UN: 126 rapes committed in Congo town after army arrived
UNITED NATIONS - The UN mission in the Democratic Republic of Congo found that 126 rapes were committed in an eastern town after Congolese troops fled there last month as rebels advanced on the provincial capital of Goma, the United Nations said on Tuesday.
Congolese troops, aided by a UN peacekeepers have been battling the so-called M23 rebels - who UN experts and Congolese officials say are backed by neighboring Rwanda - for the past eight months in the resource-rich east of the country.
Congolese troops retreated to the nearby town of Minova when the rebels captured Goma on Nov. 20. Kinshasa regained control of Goma almost two weeks later when the rebels withdrew, but the United Nations said the situation remains "tense and fragile."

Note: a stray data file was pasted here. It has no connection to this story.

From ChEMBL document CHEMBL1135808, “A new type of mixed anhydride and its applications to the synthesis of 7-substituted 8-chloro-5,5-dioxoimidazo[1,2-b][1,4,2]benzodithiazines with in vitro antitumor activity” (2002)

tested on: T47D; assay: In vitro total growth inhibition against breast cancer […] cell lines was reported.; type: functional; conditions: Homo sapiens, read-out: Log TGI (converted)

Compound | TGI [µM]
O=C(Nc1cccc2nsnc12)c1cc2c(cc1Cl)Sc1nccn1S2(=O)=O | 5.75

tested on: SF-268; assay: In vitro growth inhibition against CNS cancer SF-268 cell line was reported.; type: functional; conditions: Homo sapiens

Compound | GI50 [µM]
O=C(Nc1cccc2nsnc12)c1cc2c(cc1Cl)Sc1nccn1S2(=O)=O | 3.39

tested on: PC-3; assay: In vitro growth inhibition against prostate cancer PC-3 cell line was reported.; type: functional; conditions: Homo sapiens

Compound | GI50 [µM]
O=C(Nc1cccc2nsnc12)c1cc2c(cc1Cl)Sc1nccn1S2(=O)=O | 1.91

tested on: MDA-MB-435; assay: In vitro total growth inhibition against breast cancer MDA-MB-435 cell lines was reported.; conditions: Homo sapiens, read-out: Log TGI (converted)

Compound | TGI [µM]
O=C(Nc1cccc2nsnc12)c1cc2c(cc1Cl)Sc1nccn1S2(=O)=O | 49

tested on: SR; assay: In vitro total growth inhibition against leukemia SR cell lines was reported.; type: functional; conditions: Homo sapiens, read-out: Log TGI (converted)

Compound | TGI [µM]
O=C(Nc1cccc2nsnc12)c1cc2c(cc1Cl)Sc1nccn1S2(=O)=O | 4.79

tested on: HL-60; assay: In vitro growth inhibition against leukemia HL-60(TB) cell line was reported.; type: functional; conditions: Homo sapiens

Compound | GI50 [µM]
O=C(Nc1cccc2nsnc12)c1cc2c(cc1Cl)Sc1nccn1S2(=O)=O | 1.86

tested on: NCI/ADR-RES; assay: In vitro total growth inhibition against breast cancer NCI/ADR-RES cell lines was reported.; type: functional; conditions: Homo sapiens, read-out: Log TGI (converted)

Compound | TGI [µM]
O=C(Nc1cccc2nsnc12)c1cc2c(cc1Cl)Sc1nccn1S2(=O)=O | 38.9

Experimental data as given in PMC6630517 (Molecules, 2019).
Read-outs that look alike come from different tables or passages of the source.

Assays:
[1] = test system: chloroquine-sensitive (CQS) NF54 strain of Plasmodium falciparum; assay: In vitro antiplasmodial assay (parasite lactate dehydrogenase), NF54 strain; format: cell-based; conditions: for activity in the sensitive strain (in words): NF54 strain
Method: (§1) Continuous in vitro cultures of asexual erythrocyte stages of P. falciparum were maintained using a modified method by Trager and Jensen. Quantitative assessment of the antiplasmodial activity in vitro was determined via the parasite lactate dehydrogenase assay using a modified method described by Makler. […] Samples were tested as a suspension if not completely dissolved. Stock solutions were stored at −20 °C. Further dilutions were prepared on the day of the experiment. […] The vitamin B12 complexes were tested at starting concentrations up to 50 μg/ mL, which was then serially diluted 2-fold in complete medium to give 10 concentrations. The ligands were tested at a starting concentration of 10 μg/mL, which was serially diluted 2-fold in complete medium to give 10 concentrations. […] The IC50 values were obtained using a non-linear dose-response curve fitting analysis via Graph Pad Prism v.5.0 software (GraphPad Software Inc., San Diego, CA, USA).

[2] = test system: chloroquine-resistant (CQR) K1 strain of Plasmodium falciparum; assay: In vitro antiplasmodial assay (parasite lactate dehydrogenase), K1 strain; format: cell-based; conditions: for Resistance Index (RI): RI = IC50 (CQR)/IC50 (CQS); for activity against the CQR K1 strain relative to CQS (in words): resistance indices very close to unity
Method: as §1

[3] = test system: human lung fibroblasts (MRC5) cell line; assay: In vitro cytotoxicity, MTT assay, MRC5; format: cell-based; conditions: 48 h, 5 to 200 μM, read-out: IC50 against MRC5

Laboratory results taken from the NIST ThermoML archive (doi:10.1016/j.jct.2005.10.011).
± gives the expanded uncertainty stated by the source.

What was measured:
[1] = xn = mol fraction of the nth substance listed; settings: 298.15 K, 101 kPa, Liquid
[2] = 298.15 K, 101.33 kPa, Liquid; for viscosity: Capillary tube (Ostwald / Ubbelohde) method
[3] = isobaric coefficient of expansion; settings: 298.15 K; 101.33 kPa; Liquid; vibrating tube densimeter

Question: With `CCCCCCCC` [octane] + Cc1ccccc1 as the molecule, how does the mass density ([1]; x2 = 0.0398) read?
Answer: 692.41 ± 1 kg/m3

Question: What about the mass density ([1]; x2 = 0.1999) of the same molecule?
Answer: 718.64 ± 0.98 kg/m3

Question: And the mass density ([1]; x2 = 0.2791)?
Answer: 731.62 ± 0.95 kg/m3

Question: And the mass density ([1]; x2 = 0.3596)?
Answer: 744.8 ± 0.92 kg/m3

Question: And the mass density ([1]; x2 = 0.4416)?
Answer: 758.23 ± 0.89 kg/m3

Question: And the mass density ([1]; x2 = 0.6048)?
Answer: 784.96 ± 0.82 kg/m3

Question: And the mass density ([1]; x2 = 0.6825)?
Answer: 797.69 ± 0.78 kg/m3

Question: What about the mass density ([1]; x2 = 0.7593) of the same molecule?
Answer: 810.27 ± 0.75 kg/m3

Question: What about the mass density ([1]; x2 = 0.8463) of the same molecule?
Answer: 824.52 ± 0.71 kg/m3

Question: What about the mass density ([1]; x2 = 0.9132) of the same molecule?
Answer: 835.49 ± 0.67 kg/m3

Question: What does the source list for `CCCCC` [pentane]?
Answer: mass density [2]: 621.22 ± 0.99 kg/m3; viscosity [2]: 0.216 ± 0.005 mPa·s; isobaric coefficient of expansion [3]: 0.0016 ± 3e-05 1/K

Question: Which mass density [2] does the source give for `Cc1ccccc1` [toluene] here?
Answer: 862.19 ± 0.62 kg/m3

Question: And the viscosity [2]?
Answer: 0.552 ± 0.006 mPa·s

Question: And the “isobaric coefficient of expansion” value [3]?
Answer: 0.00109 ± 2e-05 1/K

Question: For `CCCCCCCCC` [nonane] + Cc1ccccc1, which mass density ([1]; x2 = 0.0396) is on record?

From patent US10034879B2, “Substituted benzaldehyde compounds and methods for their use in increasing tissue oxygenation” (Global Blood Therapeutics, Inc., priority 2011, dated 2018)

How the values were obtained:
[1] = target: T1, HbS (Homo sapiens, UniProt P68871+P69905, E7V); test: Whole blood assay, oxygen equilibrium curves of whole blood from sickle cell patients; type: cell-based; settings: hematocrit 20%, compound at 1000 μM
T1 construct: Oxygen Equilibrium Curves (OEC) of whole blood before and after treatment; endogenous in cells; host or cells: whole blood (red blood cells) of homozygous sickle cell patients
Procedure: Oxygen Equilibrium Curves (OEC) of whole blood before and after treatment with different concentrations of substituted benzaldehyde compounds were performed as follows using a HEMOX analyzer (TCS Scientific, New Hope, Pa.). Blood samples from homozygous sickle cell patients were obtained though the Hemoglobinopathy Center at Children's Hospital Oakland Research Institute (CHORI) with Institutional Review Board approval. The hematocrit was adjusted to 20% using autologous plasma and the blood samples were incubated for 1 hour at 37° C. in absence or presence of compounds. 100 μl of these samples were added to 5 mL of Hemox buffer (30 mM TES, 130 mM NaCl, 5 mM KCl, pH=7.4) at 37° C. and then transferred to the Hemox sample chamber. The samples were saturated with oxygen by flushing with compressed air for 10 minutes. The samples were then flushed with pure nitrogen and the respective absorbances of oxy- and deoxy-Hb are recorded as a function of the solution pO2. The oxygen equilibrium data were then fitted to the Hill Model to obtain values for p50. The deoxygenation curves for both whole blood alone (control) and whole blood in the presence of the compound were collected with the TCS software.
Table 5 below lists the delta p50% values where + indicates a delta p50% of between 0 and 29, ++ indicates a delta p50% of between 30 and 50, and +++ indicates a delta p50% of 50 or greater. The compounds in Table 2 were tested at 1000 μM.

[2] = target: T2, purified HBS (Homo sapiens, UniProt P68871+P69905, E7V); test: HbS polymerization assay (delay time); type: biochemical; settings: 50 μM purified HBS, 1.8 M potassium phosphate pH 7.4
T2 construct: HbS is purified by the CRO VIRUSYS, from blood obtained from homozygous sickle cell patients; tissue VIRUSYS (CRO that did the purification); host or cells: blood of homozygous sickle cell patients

The UN mission, known at MONUSCO, was investigating alleged human rights abuses in and around Minova from November 20 to November 30 and this month interviewed more than 200 people in the area, said UN spokesman Martin Nesirky.
"According to preliminary findings the UN mission has documented at least 126 cases of rape. The teams were also able to confirm the killings of two civilians, including one minor," Nesirky told reporters.